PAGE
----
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Sat. July 20, 2024
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Patronage-based politics and barriers on access in Pakistan
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Pakistan has long struggled with governance issues, but reform impetus has not materialized. Regular power outages have hampered manufacturing and sparked protests, but energy reform has been difficult to implement. Pakistan has not been motivated to increase tax receipts above one of the lowest rates in the world, less than 10% of GDP, despite an unsustainable budget deficit and a lack of resources for basic service provision. Throughout its history, the nation has alternated between military and civilian control, but these transitions have barely altered the character of governance. A small elite that forms weak coalitions based on patronage rather than ideology has controlled politics under both types of regimes. Elites have combined broad pledges of greater living standards with specific commitments to particular politicians, families, and districts in order to assert their authority. But because the state lacks the means and ability to follow through on these commitments, authority has a tendency to ebb and flow, rendering any system of government unstable.

Military and civilian elites have prioritized defending their own interests or those of their followers at the expense of fellow people since they are dependent on appeasing various parties through patronage. As Nazim Haji, a Karachi businessman, says: “We’re not a poor country. We’re a poorly managed country.” The ability to use violence is a key factor in deciding political results in Pakistan, as it does in other nations with limited access orders (LAO). For a long time, extremists have used violence to both deter influential institutions from interfering with their activities and to force them to adopt their philosophy, assassinating politicians in the process. The LAO model sheds light on how politics are conducted in Pakistan and explains why change is so tough. In many senses, the military and political parties are just vehicles that provide different elites access to state resources. Transferring ring control to anybody outside of the immediate family would undoubtedly result in the dissolution of the major parties in Pakistan, which depend on personal relationships to maintain their coherence and durability.

Poor (and corrupt) Governance:

Poor public services are the result of limited capability combined with insufficient finance.  Governmental institutions now function quite differently for different people due to the weak and corrupt state that has caused this condition. The elite nature of society is a contributing factor to the problem. Ordinary people, especially those from lower socioeconomic classes, are frequently dismissed by officials. Institutions that should defend equitable and fair government instead serve the elites in charge of them, in addition to these attitudes. Despite recent efforts to increase the freedom of the judiciary at the highest levels, courts and the police have remained subservient to powerful interests, severely hindering the ability of the average person to access justice, receive a prompt resolution of grievances, and have contracts and property rights enforced. In fact, unfairness against poor people, women, and minorities is still pervasive in the delivery of public services, including the legal system, particularly in less developed areas. According to some estimates, almost 40% of Pakistan's population is significantly excluded from politics, society, and the economy because of their identity—such as their geography, gender, or kinship group—or because of their circumstances. These groups are unable to participate in political life, access resources, assert their rights, or have an impact on the institutions that define their lives as a result of their multifaceted disadvantage. State institutions continue these exclusionary behaviours, which have strong ties to Pakistan's historical nepotism and power structures.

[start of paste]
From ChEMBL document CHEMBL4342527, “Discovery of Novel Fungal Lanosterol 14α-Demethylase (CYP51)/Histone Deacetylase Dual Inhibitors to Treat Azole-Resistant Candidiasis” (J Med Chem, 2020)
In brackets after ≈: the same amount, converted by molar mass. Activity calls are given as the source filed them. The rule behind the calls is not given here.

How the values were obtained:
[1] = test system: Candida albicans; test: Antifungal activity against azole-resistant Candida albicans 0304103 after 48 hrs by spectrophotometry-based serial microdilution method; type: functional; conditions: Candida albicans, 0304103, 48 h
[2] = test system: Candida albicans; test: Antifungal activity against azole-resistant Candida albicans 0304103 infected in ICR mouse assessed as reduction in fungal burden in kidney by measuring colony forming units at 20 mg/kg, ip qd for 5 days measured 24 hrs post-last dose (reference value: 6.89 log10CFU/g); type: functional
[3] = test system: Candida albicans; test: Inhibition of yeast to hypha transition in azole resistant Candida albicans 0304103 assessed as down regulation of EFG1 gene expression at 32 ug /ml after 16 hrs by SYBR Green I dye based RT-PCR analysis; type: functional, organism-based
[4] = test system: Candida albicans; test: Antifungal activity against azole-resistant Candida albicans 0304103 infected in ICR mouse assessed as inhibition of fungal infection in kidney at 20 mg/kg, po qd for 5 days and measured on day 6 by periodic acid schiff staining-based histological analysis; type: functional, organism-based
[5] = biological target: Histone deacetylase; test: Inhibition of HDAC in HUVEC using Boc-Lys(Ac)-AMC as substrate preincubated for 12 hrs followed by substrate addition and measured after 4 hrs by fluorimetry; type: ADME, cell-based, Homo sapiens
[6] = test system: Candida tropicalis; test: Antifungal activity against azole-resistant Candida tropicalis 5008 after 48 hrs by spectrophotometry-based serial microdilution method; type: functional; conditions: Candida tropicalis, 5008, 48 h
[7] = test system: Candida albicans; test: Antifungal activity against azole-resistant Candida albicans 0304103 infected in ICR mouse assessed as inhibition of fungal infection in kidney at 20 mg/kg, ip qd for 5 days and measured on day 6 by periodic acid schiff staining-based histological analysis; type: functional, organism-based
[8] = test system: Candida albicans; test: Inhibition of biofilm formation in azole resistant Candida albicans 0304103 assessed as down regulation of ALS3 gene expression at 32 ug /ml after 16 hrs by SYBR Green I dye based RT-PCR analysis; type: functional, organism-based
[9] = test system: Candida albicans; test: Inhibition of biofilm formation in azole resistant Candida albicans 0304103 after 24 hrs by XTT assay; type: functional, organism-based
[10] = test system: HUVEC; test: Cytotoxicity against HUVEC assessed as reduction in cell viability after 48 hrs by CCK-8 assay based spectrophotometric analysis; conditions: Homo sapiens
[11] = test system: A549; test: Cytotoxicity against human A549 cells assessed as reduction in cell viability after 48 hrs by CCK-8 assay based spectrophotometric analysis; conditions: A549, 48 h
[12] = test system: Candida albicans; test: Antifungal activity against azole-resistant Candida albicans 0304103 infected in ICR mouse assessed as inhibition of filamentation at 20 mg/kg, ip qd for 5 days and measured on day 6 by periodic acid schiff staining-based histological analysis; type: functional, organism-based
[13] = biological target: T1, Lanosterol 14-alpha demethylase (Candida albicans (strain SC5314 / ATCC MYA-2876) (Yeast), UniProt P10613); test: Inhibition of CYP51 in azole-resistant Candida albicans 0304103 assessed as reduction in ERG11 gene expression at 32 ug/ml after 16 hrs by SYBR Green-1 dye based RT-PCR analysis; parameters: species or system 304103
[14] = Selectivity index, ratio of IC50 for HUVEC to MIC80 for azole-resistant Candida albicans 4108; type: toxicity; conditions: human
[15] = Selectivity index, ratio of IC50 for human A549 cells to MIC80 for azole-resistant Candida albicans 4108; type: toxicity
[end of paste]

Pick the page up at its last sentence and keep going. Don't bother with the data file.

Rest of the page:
Pakistan is not the only country where patronage in politics exists.  As long as politics have existed, patronage in politics has played a role in it.

The lowest and least innovative kind of corruption is allegedly nepotism. The biggest abuse of power is providing family members the best jobs even though they are not deserving of them. Isn't selecting a person based on relationships and contacts with others unfair and unjustified? How would it feel to be passed over for advancement while providing devoted, honest service and putting forth a lot of effort? Does a relationship trump merit?

In my opinion reform that gives the general public more freedom to pursue their interests won't happen soon or easily. Rapid change may actually be stabilising since it threatens the inter-elite bonds that keep the state intact while preventing the emergence of stronger institutional arrangements. The goal should be a sequence of small advancements that support one another to progressively alter power dynamics. Pakistan could move towards a more stable, fair, and open rules-based political order by gradually improving stability by eliminating the need to threaten violence, bolstering the state's ability to ensure that the law applies more fairly (especially when dealing with organisations) and embracing economic reforms that encourage individuals to support change.

Mohsin Fareed Shah is an undergraduate student of Government and Public Policy at National Defence University, Islamabad.

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